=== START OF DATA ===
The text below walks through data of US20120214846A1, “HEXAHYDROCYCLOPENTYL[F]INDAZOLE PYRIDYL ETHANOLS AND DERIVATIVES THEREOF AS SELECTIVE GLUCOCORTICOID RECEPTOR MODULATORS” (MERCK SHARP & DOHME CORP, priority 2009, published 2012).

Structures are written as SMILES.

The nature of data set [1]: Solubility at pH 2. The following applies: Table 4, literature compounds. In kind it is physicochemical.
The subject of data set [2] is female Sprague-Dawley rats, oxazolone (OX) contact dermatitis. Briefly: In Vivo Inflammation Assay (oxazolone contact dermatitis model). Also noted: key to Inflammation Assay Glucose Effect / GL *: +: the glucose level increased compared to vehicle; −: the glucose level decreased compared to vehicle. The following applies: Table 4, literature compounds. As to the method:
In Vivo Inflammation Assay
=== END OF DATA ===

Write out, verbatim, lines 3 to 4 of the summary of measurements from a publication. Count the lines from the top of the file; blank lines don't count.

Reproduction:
The nature of data set [1]: Solubility at pH 2. The following applies: Table 4, literature compounds. In kind it is physicochemical.
The subject of data set [2] is female Sprague-Dawley rats, oxazolone (OX) contact dermatitis. Briefly: In Vivo Inflammation Assay (oxazolone contact dermatitis model). Also noted: key to Inflammation Assay Glucose Effect / GL *: +: the glucose level increased compared to vehicle; −: the glucose level decreased compared to vehicle. The following applies: Table 4, literature compounds. As to the method: